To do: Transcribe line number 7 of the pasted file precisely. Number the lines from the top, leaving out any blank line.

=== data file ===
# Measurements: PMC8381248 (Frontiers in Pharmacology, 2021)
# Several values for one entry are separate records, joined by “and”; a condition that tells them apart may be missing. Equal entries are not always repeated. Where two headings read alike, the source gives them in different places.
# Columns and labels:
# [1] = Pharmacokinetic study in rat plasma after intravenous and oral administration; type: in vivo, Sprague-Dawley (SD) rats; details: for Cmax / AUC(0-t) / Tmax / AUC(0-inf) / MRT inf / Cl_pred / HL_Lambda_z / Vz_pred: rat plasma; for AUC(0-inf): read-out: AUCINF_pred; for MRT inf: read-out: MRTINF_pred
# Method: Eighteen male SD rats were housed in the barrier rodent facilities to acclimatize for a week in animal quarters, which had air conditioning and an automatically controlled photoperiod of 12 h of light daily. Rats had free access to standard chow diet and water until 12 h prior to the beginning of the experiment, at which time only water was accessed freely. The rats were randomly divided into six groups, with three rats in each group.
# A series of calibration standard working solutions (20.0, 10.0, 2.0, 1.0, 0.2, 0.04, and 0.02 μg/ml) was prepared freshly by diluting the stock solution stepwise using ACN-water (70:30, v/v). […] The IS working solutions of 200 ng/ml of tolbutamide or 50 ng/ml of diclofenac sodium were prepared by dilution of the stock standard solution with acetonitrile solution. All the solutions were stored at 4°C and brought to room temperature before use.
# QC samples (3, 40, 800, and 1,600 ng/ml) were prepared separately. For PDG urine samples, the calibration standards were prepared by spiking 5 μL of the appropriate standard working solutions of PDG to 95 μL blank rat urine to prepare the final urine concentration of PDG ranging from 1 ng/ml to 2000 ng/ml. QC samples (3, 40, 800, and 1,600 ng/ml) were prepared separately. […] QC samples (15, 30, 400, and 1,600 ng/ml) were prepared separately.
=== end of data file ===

# QC samples (3, 40, 800, and 1,600 ng/ml) were prepared separately. For PDG urine samples, the calibration standards were prepared by spiking 5 μL of the appropriate standard working solutions of PDG to 95 μL blank rat urine to prepare the final urine concentration of PDG ranging from 1 ng/ml to 2000 ng/ml. QC samples (3, 40, 800, and 1,600 ng/ml) were prepared separately. […] QC samples (15, 30, 400, and 1,600 ng/ml) were prepared separately.